AL-MAHALLA AL-KUBRA, Egypt (Reuters) - Behind an unassuming, scruffy perimeter wall, Egypt’s largest textiles factory has languished for decades, losing money and breeding discontent as the economy shifted away from socialist-style planning.
FILE PHOTO: A labourer works at a textile mill in Al-Mahalla al-Kubra, about 110 km north of Cairo March 5, 2014. REUTERS/Mohamed Abd El Ghany/File Photo
Far from letting go of Misr Spinning & Weaving Co in the Nile Delta city of Al-Mahalla al-Kubra, however, the government has placed it at the center of an ambitious plan to rescue loss-making national firms in the once-thriving textiles sector.
The plan shows how the government has reversed a trend under President Hosni Mubarak, who was ousted in 2011, of turning public enterprises over to the private sector, doubling down instead on its support of state firms.
It will also provide a crucial test of Egypt’s ability to boost job-creating industry as it exits a three-year reform program backed by the International Monetary Fund.
Economists have praised the reforms for contributing to stability and growth, which was a robust 5.6% in the third quarter. But outside the energy sector, the economy has been shrinking.
The story of the Mahalla factory reflects a longer-term decline.
It was set up by Egyptian businessmen in 1927 to make textiles from Egypt’s renowned long-staple cotton, until then exported raw to manufacturers abroad.
But the country’s army rulers nationalized it in the early 1960s along with most of Egyptian industry, and Egypt’s textile sector was later overtaken by competition from Asia.
Apart from a brief period of hiring in the post-2011 political turmoil, the factory had all but stopped taking on new workers for decades, allowing the workforce to shrink as employees retired or resigned.
At a small grocery store opposite the company gate, workers last month said the company’s three plants were operating at no more than 40% capacity.
“Machines have stopped and the three plants are not productive. Every month, salaries are 10 days late and annual bonuses are delayed,” said one worker who asked not to be identified.
Early this year the Ministry of Public Enterprise unveiled a 21 billion Egyptian pound ($1.3 billion), 30-month plan to remake the state textile industry, which accounts for 65% of Egypt’s textile manufacturing.
It plans to merge 23 textile companies into 10, shift the operations of some plants to others nearby, and shut down further plants altogether to concentrate production in Kafr al-Dawar near Alexandria, Helwan in southern Cairo and Mahalla, a city of half a million people.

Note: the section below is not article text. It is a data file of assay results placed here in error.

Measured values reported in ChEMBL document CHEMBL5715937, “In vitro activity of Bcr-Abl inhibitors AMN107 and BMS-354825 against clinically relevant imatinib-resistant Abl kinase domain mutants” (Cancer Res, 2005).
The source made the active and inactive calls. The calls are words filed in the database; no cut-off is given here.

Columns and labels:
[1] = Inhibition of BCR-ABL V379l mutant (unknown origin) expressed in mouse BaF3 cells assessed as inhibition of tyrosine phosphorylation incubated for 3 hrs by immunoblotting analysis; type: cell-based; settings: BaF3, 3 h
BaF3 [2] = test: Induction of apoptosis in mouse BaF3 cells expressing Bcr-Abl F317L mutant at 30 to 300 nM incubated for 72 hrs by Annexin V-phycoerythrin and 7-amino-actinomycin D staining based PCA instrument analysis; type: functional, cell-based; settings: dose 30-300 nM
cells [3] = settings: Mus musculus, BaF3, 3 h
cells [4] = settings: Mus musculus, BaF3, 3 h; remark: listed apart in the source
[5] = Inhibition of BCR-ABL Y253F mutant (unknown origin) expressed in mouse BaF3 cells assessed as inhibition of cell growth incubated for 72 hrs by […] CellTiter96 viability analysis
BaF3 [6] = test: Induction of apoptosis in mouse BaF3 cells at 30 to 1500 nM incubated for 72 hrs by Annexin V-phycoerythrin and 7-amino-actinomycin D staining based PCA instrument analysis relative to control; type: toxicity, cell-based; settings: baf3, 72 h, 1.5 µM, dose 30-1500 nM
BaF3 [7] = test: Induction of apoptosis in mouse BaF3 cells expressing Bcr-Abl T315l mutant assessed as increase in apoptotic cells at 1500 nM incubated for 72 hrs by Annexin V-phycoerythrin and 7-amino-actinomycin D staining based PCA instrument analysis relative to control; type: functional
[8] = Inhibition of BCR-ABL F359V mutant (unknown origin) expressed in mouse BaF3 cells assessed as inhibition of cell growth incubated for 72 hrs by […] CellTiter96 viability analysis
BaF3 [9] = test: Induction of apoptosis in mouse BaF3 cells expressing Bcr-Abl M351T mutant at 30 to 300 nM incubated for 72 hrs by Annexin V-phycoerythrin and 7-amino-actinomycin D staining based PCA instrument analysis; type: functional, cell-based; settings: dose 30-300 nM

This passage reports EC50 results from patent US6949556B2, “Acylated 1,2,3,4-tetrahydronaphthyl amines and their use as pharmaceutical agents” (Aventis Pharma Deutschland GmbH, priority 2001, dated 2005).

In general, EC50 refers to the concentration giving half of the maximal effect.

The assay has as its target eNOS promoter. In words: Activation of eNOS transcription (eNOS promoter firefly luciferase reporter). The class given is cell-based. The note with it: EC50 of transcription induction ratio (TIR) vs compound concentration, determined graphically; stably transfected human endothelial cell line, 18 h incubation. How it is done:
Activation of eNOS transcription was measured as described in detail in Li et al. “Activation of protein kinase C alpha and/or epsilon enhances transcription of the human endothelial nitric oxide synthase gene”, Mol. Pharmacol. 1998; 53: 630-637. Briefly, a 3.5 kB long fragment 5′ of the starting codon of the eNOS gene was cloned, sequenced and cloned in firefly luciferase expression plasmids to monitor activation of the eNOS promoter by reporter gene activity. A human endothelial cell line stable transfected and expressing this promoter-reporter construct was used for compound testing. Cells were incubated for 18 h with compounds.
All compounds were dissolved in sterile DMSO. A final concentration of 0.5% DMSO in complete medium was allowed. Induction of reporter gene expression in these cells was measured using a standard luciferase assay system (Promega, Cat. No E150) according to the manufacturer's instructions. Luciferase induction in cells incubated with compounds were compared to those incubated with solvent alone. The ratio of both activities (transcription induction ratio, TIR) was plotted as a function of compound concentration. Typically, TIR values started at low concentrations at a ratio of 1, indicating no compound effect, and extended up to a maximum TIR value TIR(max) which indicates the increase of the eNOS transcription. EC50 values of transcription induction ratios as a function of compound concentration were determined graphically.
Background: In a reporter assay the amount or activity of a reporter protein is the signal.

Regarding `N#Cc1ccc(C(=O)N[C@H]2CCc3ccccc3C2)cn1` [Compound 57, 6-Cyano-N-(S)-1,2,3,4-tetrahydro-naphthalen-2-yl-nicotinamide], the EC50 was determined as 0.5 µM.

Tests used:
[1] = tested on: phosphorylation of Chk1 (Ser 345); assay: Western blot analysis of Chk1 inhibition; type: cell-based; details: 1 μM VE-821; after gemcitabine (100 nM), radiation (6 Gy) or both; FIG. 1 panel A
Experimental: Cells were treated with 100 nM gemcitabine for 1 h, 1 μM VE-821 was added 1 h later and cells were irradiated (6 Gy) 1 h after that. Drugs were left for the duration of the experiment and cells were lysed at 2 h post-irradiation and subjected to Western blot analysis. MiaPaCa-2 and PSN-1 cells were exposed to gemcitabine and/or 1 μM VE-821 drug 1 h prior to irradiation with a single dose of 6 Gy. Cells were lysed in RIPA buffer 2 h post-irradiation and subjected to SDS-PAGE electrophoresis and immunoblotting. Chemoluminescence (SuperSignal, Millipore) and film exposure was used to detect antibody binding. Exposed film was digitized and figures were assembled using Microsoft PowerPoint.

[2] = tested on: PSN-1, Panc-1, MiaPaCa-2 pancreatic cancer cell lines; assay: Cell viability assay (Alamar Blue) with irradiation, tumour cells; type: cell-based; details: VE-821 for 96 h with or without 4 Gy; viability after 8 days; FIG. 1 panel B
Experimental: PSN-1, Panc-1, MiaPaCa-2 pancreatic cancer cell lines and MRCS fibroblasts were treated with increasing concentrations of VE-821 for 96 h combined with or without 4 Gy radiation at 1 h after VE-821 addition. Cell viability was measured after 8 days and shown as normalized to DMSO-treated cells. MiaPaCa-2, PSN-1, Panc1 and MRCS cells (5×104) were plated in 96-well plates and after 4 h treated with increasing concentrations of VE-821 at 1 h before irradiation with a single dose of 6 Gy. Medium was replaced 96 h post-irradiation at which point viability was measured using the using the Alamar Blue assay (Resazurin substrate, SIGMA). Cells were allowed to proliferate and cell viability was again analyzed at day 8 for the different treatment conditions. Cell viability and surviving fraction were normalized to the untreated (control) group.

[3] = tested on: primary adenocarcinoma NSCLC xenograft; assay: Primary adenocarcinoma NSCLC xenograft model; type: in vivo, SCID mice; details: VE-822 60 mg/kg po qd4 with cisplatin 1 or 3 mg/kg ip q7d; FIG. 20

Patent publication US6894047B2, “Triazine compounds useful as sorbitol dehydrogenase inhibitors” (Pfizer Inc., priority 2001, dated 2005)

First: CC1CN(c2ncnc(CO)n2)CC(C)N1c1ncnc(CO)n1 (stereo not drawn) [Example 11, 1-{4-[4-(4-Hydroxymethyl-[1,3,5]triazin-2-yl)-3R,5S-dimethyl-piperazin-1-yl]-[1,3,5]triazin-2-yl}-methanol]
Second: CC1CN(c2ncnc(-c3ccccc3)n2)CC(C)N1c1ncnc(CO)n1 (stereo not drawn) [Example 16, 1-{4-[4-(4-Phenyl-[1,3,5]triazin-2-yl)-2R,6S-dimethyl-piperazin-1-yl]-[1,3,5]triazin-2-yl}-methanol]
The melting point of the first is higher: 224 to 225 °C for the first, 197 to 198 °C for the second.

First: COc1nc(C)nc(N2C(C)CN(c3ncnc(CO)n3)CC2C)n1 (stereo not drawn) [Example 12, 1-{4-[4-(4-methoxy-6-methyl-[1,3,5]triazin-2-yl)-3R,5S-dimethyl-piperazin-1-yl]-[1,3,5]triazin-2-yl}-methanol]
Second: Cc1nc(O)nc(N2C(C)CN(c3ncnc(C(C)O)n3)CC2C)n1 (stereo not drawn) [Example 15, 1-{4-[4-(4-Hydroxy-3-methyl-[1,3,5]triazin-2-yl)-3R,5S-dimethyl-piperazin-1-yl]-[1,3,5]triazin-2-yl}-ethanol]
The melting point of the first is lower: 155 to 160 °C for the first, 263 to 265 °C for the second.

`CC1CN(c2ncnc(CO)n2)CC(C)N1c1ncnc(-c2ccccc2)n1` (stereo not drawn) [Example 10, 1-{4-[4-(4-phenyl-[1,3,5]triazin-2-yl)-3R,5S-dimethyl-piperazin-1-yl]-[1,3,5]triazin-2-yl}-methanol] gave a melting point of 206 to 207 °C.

The Mahalla plant will absorb the operations of the adjacent, loss-making El Nasr Spinning, Weaving and Dyeing Co.
The government wants to sell some assets, mainly land, to finance new machinery to quadruple capacity, and is considering expanding into labor-intensive garment production, Public Enterprise Minister Hisham Tawfik told the American Chamber of Commerce in April.
Management compensation will be improved and linked to performance.
The government was studying other loss-making sectors including chemical, pharmaceutical and metallurgical industries to develop turnaround plans, Tawfik said. He confirmed to Reuters this week that the plan was still on track.
Egypt needs to absorb 3.5 million new entrants to the labor market over the next five years, according to the IMF, but opening to the private sector - which international lenders say is crucial to longer-term economic success - has faltered.
Economists say the increasing state presence may come at the expense of growth, and that the goal of reviving state industry seems motivated by a mix of ideology, a desire to tighten economic and political control, and concern that labor discontent could ignite broader unrest.
Economic grievances were widely cited during protests that broke out in Cairo and several other cities, including Mahalla, in late September.
But the state faces a daunting task turning the textiles sector around.
“We need to understand their economics. What sort of return on investment do they foresee?” said Mohamed Kassem, a board member of the Egyptian Federation of Industry and textile executive.
“If their calculations are not accurate they will lose a lot of money. If they are able to compete with India and China then they’ll hit a home run.”
Egypt’s 23 spinning and weaving companies had a combined loss of more than 2.59 billion pounds in the year to June 2018, Finance Ministry figures show. Only one, Port Said for Spinning and Weaving, made a profit - at 5.2 million pounds.
The Mahalla factory lost 667.2 million Egyptian pounds in the year to June 2018 on revenue of only 1.07 billion pounds, according to the most recently published figures. Assets stood at 1.57 billion and liabilities at 4.9 billion pounds.
The number of employees is now 18,000, Tawfik said in April, down from around 35,000 at its peak in the 1970s and 1980s.
The factory, spread over more than 600 acres, has long been a hotbed of political dissent.
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Protests over pay and working conditions in December 2006 soon spread to other manufacturing centers in Egypt, and in 2011 its workers went on strike in the lead-up to Mubarak’s overthrow.
Services and infrastructure in Mahalla and surrounding villages, including its sewage network and roads, had been steadily deteriorating and unemployment had increased, the factory worker said.
“It is the economic and living conditions that drive people to demonstrate,” he added.
Writing by Patrick Werr; Editing by Aidan Lewis and Dale Hudson